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<p><it>Abstract</it>—Inductive machine learning has become an important approach to automated knowledge acquisition from databases. The disjunctive normal form (DNF), as the common analytic representation of decision trees and decision tables (rules), provides a basis for formal analysis of uncertainty and complexity in inductive learning. In this paper, a theory for general decision trees is developed based on Shannon’s expansion of the discrete DNF, and a probabilistic induction system PIK is further developed for extracting knowledge from real-world data. Then we combine formal and practical approaches to study how data characteristics affect the uncertainty and complexity in inductive learning. Three important data characteristics, namely, disjunctiveness, noise and incompleteness, are studied. The combination of leveled-pruning, leveled-condensing and resampling-estimation turns out to be a very powerful method for dealing with highly-disjunctive and inadequate data. Finally the PIK system is compared with other recent inductive learning systems on a number of real-world domains.</p>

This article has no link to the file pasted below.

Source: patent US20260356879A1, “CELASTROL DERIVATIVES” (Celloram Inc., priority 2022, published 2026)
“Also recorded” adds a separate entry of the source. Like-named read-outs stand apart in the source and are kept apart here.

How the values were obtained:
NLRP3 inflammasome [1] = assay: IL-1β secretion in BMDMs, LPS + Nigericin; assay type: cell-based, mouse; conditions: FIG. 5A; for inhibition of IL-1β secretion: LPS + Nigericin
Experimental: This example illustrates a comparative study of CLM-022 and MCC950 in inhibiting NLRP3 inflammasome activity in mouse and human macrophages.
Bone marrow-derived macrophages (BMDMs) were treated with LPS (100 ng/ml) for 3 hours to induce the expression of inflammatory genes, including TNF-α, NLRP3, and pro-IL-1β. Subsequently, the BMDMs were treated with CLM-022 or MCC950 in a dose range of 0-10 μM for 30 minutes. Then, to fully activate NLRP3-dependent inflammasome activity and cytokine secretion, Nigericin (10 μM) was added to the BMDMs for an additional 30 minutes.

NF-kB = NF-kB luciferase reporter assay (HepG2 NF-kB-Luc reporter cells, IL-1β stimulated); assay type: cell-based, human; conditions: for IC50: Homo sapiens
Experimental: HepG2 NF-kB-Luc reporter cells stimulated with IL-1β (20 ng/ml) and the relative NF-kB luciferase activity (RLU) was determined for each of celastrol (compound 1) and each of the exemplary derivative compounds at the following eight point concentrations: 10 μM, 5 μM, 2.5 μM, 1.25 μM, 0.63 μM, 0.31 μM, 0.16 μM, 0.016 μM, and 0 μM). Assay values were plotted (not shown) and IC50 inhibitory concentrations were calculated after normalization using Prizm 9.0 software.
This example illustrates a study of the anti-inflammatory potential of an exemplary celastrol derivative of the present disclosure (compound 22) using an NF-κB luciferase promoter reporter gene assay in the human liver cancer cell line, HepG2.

Complexity, decision trees, disjunctive normal forms, knowledge acquisition, machine learning, uncertainty

X. M. Zhou and T. S. Dillon, "Theoretical and Practical Considerations of Uncertainty and Complexity in Automated Knowledge Acquisition," in IEEE Transactions on Knowledge & Data Engineering, vol. 7, no. , pp. 699-712, 1995.
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